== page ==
"Save yourselves. I'll carry on."[77]
Herbert George Columbine VC, British Army soldier (22 March 1918), to fellow soldiers after holding off the enemy for four hours with a Vickers machine gun at Hervilly Wood, France, during World War I
"Carry on with those on the left."[78]
William Herbert Anderson VC, British Army officer (25 March 1918), to a fellow officer during World War I counter-attack at Bois Favieres, near Maricourt, Somme, France
"Dear child, keep me alive."[3][note 10]
Henry Adams, American historian and descendant of two U.S. Presidents (27 March 1918), to his secretary companion the day before he died
Charge of Flowerdew's Squadron, 1918 by Alfred Munnings, Canadian War Museum
"Carry on boys. We have won."[79]
Gordon Flowerdew VC, Canadian Expeditionary Force officer (31 March 1918), mortally wounded at the Battle of Moreuil Wood in World War I
"Don't bother with me. Take care of my good men."[80]
— Major Lloyd W. Williams, United States Marine Corps officer (12 June 1918), to his approaching medics, after being gassed and hit by German shrapnel during the Battle of Belleau Wood in World War I
"You know not what you do."[81][note 11]
Nicholas II of Russia, last Emperor of Russia (17 July 1918), quoting Jesus[82] to Yakov Yurovsky upon being informed he and his family were to be put to death.
“I am through. Take charge of the company. I won’t be here long.”[83]
Jean Brillant VC, Canadian Expeditionary Force officer (10 August 1918), fatally wounded by enemy machine-gun fire during World War I
"Stick it, men; show them fight, and for God's sake put up a good fight."[84][85][86]
Richard Annesley West, VC, DSO & Bar, MC, British Army officer (2 September 1918), killed in action during World War I
"I am sorry to have been so much trouble; I shall never forget what you have done for me."[87]
Oswald Samson, English cricketer (17 September 1918), fatally wounded during World War I
"I'm all finished. Give them hell."[88]
Milo Lemert, United States Army soldier and recipient of the Medal of Honor (29 September 1918), mortally wounded near Bellicourt, France, during World War I
"Here lies one whose name was written in hot water."[8]: 22 
Robbie Ross, Canadian-British journalist, art critic and art dealer (5 October 1918), referring to the inscription on John Keats' grave ("Here lies One Whose Name was writ in Water").
"It's all right Cowling; we've got them stone cold."[89]
Jack Youll VC, British Army officer (27 October 1918), prior to being killed in action at the Battle of Vittorio Veneto during World War I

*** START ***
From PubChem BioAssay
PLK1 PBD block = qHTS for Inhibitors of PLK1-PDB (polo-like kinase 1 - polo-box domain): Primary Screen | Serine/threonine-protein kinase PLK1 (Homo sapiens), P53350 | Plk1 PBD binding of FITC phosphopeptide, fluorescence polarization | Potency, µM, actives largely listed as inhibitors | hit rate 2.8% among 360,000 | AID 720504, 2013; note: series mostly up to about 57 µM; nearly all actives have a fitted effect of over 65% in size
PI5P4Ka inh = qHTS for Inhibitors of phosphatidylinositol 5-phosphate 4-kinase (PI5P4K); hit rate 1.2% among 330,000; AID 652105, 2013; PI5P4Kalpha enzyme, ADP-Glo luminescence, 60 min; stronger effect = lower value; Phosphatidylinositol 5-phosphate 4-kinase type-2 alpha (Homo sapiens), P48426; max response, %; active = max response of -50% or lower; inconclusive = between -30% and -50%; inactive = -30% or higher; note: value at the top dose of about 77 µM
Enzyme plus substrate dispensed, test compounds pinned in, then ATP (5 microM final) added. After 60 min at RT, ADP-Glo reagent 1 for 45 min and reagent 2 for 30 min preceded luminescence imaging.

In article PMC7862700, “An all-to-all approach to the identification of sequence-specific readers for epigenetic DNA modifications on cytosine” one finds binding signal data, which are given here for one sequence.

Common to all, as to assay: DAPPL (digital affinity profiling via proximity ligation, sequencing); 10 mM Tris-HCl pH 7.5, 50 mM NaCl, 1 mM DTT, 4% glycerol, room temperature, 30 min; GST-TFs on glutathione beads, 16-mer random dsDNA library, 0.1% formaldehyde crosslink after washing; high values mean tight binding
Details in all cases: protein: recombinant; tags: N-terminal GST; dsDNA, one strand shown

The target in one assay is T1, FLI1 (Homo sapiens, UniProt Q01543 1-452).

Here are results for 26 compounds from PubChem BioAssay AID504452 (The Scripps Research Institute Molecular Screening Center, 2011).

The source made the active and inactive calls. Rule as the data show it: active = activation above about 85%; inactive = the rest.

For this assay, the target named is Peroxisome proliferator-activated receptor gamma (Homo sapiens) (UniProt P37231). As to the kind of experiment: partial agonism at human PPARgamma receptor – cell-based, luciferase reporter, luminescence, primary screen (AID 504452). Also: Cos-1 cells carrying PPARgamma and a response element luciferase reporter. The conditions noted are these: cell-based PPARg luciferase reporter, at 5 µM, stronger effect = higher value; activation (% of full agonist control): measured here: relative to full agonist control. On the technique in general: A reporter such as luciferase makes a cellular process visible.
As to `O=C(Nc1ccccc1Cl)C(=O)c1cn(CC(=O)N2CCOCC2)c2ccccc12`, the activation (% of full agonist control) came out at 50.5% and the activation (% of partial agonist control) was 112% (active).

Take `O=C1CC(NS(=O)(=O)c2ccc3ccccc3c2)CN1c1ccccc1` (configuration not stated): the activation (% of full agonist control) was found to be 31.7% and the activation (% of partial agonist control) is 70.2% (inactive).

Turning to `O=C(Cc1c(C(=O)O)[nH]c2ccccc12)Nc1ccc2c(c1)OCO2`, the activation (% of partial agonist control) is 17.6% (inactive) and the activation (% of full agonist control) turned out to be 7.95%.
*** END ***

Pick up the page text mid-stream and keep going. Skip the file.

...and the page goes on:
"Well done. You are doing that very well, my boy."[8]: 32 
Wilfred Owen, English soldier and poet (4 November 1918), to a soldier under his command before being killed in action during the crossing of the Sambre–Oise Canal in World War I
"Go away gnadiger Frau [gracious lady]."[90][91]
Julian Royds Gribble VC, British Army officer (25 November 1918), dismissing his nurse while dying of pneumonia at Niederzwehren prisoner of war camp
"Please put out that light, James."[92]
Theodore Roosevelt, president of the United States and Medal of Honor recipient (6 January 1919), to family servant James Amos
"Goodbye, until Heaven!"[93]
("Adeus, até ao Céu!")
Saint Francisco Marto, Portuguese Marian mysticist (4 April 1919), to his cousin Lúcia
"I must get back to my work."[94]
Jane Delano, American nurse, founder of the American Red Cross Nursing Service (15 April 1919), dying while on a Red Cross mission in France
Map of Oz and its surrounding countries, showing the location of the Shifting Sands.
"Now we can cross the Shifting Sands[3][14][38][95] together."[3]
L. Frank Baum, American author (5 May 1919), referring to a fictional location in his Oz books


"Let my soldiers know that I've always been committed to them, loved them and proved it by my death."[96]
Vladimir Kappel, White Russian military leader (26 January 1920), dying during the Great Siberian Ice March
"Never mind, it is good to die for our country."[97]
("אין דבר, טוב למות בעד ארצנו")
Joseph Trumpeldor, Jewish Zionist activist (1 March 1920), during the battle of Tel Hai
"I'm all right; tell Mays not to worry... ring....Katie's ring."[98][99]